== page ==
I got yelled at.
I’d been back in New York for good, or at least as long as “for good” can be guaranteed by someone who moves a lot, for barely 20 minutes.
And I got yelled at.
Technically it was Franco who got yelled at because he’d been the one driving.
But I’d been the one who had said, YES! Drive over that spikey thing that could potentially damage our rental car in plain sight of the rental-car people just before we return our rental car because YOU ONLY LIVE ONCE, NAMSAYN?
We hovered over the spikey thing for a second – I kid you not, a second – when the man driving the bus in front of us got out of the bus, noting our confusion, and said, ever so tenderly:
IT FUCKING SAYS “ENTRANCE.” WHAT THE FUCK ARE YOU WAITING FOR? GO GO GO.
What a dick, I thought.
I was home.
The most valuable thing I learned in grad school is good work has to be true.
It’s something everyone knows to be true and believes they seek, but ridiculously hard to do.
Too often we’re too dazzled by bells and whistles and pretty things to recognize that what’s below the surface is nothing.
That we would have found the real shit, the more interesting shit, a couple of layers below that surface had we just dug a little deeper and racked our brains a little harder.
Like writing, it can’t be taught.
We can be guided to it. We can look at past truths and deconstruct them. We can ooh and ahh. But because each piece of work requires its own truth, whatever we learn from the past can’t always be applied to the present.
But what makes it really hard, what keeps us from striving for it, isn’t that it’s this nebulous thing only a genius can come up with.
It’s because no one really demands it.
Sometimes it takes too long and requires a lot of what looks like sitting around doing nothing when what you’re really doing is turning your thoughts over and over in your head until they form something cohesive that resembles an idea.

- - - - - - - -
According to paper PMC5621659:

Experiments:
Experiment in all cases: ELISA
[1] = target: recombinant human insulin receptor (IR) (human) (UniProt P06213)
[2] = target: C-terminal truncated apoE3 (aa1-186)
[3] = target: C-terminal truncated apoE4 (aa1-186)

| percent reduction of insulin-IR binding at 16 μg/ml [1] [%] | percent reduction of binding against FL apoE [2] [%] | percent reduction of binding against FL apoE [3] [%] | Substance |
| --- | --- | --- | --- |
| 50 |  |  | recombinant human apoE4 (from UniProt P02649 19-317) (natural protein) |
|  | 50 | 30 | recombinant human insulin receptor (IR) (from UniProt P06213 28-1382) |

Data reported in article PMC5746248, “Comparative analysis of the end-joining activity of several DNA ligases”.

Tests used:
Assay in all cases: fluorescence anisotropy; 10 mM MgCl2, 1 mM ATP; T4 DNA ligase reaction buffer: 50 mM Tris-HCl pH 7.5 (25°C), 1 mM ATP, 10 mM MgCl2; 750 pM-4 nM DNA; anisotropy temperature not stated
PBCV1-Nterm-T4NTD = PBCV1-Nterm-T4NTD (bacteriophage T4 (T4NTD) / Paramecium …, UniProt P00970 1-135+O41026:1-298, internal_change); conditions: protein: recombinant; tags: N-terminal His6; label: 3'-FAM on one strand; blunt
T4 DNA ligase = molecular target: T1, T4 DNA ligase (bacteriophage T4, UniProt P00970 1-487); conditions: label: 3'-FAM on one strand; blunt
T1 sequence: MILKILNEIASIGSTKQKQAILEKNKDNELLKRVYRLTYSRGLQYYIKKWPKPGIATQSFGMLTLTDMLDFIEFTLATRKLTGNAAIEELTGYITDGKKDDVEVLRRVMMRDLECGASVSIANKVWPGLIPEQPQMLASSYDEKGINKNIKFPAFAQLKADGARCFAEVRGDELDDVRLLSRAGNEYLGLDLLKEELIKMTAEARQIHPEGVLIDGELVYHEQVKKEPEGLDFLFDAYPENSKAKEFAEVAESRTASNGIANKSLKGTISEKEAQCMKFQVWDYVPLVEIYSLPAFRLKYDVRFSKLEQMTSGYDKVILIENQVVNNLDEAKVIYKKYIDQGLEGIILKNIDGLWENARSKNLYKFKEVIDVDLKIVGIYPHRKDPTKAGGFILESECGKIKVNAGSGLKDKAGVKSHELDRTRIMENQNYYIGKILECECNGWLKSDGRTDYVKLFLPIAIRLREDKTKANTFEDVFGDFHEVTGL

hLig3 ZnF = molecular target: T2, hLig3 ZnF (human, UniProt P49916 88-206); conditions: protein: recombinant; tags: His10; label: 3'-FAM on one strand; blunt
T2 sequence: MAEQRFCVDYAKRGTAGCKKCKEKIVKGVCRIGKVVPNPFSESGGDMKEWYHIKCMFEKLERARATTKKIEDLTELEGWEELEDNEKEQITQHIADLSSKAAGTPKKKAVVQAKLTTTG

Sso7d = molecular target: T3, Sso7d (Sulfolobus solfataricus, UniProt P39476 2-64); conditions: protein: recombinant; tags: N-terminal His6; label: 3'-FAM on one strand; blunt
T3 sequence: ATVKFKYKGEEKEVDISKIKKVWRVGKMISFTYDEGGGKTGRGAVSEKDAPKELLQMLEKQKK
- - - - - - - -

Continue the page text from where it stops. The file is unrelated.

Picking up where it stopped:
It’s hard because it’s much easier to stop before we find it. We can get by with much less.
So, why seek it at all?
Because it’s the only thing that fulfills. Not money, not reward, not external validation.
For a writer, it’s what sustains after writing hundreds of shitty lines, spending weeks on a project only to throw it away, and releasing a beloved something to an empty room.
You pat yourself on the back.
Think it’s a piece of shit.
And start over.
I’m drawn to truth.
I like exposing truths and making people uncomfortable. Or delighted. Or surprised. Or sad. Or whatever.
It’s why I’m drawn to New York.
It’s a place where you can find the most beautiful things – theater, art, food – and no one shies away from the struggle that makes them possible.
People are open about it. They talk about the hustle. The rent. The shit pay.
They not just talk about it, they live it.
It’s the kind of mentality that others might see as cynical, rude and unpleasant. To me, it’s the kind of mentality that breeds optimists.
It acknowledges life can at once be brutal and ugly as well as beautiful and great.
It comes from a place of truth, and it binds us.
In New York City, it happens every day.
It’s when the richest and the poorest stand next to each other on the train and think: I’ve got to make it to the end of today.